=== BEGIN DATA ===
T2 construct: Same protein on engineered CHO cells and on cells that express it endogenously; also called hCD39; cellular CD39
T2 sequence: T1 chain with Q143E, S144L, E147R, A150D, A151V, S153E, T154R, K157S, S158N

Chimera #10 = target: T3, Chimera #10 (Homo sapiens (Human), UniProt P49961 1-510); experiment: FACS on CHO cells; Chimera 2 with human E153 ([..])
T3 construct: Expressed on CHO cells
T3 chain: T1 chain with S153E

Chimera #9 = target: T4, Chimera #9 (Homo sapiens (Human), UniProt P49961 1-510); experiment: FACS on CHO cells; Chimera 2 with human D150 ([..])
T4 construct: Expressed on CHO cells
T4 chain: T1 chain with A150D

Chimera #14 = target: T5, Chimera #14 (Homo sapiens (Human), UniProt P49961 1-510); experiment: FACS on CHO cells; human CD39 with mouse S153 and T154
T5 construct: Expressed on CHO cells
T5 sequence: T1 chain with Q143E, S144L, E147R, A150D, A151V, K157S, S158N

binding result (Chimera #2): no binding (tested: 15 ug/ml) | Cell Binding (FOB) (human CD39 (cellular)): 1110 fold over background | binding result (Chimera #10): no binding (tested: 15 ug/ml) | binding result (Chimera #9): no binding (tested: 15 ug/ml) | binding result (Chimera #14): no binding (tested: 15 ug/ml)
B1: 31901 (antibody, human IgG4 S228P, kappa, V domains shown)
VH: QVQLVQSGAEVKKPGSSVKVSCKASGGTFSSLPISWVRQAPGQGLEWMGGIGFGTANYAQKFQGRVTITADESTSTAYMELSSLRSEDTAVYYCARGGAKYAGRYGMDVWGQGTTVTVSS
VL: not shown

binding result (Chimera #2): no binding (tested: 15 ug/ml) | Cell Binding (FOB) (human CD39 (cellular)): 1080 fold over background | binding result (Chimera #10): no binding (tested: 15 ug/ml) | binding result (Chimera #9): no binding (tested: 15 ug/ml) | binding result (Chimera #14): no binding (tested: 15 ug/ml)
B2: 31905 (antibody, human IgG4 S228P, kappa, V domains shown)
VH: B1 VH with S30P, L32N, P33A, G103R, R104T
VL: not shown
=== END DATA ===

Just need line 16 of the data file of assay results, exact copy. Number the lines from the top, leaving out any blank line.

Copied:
binding result (Chimera #2): no binding (tested: 15 ug/ml) | Cell Binding (FOB) (human CD39 (cellular)): 1080 fold over background | binding result (Chimera #10): no binding (tested: 15 ug/ml) | binding result (Chimera #9): no binding (tested: 15 ug/ml) | binding result (Chimera #14): no binding (tested: 15 ug/ml)